Leadership Institute for Women Journalists[edit]

In 1998 the IWMF launched an annual week-long Leadership Institute for veteran woman journalists. The institutes train women to maintain successful careers in media organizations and provide the necessary skills to allow women to become leaders in their newsrooms. Veteran newswomen come together to share leadership styles, strategies for managing people and change, tips for negotiating salary, navigating politics and balancing work and home.[13] These institutes are held in the U.S. as well as worldwide. The 2009 U.S. Leadership Institute was held in Chicago, July 20–22. Past Institutes have been held in Mali (2010), Uganda (2009) and Lithuania (2008).


The Leadership Institutes in Africa began in 1998 in Zimbabwe. The IWMF pioneered leadership training for women journalists in Africa. Training is conducted in English-speaking and French-speaking African nations, including one in Kampala, Uganda (2009) and Bamako, Mali (2010).


The Leadership Institutes in Europe began in the 1990s. The most recent institute was held in 2008 for women journalists from the former Soviet Republics. Participants discussed the challenges of media management, the perception of women journalists in the former Soviet Republics and the qualities and attitudes that produce inspired and inspiring leaders. The institute was held in Vilnius, Lithuania.

Latin America[edit]

The Leadership Institutes in Latin America began in Mexico in 1998. Past institutes have been held in Nicaragua, Argentina and Ecuador (2001). Additional training was provided online to Latin American women journalists in 2004.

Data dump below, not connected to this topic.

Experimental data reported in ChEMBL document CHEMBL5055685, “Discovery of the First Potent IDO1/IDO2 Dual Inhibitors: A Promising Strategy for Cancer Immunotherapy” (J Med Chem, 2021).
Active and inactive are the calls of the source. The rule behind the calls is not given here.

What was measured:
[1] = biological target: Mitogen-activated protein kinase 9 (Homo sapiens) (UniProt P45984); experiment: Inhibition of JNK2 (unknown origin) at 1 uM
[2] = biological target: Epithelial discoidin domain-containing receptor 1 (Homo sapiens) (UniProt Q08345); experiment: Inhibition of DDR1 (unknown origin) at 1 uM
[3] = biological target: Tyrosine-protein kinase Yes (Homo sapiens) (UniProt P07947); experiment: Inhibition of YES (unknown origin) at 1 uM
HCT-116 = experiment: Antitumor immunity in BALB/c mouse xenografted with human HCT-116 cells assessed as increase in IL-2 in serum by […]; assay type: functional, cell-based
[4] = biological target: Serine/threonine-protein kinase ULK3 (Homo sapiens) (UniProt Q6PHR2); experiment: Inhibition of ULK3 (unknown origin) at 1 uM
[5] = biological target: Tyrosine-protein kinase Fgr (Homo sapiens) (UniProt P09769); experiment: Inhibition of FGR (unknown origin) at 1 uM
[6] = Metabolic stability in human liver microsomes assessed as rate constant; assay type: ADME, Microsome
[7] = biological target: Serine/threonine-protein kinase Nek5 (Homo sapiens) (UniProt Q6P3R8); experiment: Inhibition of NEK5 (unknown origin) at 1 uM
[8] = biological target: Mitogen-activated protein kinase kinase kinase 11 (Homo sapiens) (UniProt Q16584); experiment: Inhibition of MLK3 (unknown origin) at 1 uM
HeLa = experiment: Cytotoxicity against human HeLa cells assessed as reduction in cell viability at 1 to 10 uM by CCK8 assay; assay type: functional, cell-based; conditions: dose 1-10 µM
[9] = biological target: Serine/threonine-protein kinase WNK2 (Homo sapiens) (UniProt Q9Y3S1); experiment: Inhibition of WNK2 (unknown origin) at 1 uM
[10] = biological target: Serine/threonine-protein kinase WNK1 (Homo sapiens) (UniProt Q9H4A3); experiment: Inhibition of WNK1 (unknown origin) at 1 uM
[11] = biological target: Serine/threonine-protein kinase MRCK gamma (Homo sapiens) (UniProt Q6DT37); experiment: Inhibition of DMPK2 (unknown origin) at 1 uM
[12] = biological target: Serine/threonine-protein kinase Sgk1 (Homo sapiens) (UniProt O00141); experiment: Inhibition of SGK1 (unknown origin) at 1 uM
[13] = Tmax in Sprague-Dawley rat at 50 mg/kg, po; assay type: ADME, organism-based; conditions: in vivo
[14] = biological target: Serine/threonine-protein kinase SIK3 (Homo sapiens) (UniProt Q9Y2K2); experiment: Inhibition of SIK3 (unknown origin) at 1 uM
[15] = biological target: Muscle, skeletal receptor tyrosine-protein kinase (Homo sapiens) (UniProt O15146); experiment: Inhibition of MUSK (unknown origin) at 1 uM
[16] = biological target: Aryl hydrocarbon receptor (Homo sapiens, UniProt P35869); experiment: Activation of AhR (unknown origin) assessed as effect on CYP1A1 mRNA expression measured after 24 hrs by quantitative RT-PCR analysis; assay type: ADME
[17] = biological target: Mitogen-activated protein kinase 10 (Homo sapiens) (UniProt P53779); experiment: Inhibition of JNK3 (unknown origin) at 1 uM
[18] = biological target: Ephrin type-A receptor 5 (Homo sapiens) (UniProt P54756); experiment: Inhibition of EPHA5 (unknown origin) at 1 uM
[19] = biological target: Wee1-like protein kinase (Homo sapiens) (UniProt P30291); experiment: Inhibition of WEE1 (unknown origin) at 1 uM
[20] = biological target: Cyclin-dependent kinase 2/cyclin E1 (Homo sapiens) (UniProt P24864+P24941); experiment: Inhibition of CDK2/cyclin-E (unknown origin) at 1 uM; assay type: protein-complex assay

United States[edit]

The Leadership Institutes in the U.S. provide critical career building skills and the opportunity to network with colleagues. Women news executives use role-playing and other practical exercises to demonstrate leadership styles and share strategies. The sixth annual U.S. Leadership Institute was held July 2009 in Chicago. During the three months following the institute, participants received one-on-one coaching on implementing personalized action plans developed during the institute.

Elizabeth Neuffer Fellowship[edit]

One woman journalist who covers human rights and social justice issues is chosen annually for the Elizabeth Neuffer Fellowship. The program is named for Elizabeth Neuffer, a 1998 IWMF Courage in Journalism Award winner and Boston Globe correspondent who was killed in Iraq in May 2003. The IWMF Elizabeth Neuffer Fellowship perpetuates her memory and advances her life mission of promoting international understanding of human rights and social justice.[14]